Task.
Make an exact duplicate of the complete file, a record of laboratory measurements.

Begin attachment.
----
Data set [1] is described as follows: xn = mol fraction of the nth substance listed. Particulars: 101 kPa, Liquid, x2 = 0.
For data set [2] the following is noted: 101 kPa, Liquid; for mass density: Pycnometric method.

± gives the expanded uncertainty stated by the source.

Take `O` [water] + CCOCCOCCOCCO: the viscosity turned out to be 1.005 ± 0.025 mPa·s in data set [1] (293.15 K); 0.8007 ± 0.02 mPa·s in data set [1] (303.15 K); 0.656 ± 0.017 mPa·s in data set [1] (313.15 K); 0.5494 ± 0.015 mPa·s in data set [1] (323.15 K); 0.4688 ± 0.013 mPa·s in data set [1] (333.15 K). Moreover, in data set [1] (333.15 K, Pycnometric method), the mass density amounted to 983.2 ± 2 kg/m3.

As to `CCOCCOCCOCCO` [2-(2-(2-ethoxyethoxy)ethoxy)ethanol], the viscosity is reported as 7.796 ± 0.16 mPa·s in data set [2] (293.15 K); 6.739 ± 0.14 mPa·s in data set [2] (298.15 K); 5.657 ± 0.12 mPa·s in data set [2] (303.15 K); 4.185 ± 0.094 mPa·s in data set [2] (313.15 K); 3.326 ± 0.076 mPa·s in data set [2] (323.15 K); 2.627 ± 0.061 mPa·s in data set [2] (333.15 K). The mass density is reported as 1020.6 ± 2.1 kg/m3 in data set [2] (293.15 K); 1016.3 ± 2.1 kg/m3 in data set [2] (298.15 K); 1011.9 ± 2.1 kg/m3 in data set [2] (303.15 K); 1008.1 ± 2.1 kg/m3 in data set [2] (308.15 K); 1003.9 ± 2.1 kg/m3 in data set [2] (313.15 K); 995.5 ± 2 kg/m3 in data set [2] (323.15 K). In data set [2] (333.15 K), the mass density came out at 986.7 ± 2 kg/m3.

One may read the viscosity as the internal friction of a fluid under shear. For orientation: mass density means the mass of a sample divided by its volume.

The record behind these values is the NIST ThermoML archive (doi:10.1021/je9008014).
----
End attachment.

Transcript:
Data set [1] is described as follows: xn = mol fraction of the nth substance listed. Particulars: 101 kPa, Liquid, x2 = 0.
For data set [2] the following is noted: 101 kPa, Liquid; for mass density: Pycnometric method.

± gives the expanded uncertainty stated by the source.

Take `O` [water] + CCOCCOCCOCCO: the viscosity turned out to be 1.005 ± 0.025 mPa·s in data set [1] (293.15 K); 0.8007 ± 0.02 mPa·s in data set [1] (303.15 K); 0.656 ± 0.017 mPa·s in data set [1] (313.15 K); 0.5494 ± 0.015 mPa·s in data set [1] (323.15 K); 0.4688 ± 0.013 mPa·s in data set [1] (333.15 K). Moreover, in data set [1] (333.15 K, Pycnometric method), the mass density amounted to 983.2 ± 2 kg/m3.

As to `CCOCCOCCOCCO` [2-(2-(2-ethoxyethoxy)ethoxy)ethanol], the viscosity is reported as 7.796 ± 0.16 mPa·s in data set [2] (293.15 K); 6.739 ± 0.14 mPa·s in data set [2] (298.15 K); 5.657 ± 0.12 mPa·s in data set [2] (303.15 K); 4.185 ± 0.094 mPa·s in data set [2] (313.15 K); 3.326 ± 0.076 mPa·s in data set [2] (323.15 K); 2.627 ± 0.061 mPa·s in data set [2] (333.15 K). The mass density is reported as 1020.6 ± 2.1 kg/m3 in data set [2] (293.15 K); 1016.3 ± 2.1 kg/m3 in data set [2] (298.15 K); 1011.9 ± 2.1 kg/m3 in data set [2] (303.15 K); 1008.1 ± 2.1 kg/m3 in data set [2] (308.15 K); 1003.9 ± 2.1 kg/m3 in data set [2] (313.15 K); 995.5 ± 2 kg/m3 in data set [2] (323.15 K). In data set [2] (333.15 K), the mass density came out at 986.7 ± 2 kg/m3.

One may read the viscosity as the internal friction of a fluid under shear. For orientation: mass density means the mass of a sample divided by its volume.

The record behind these values is the NIST ThermoML archive (doi:10.1021/je9008014).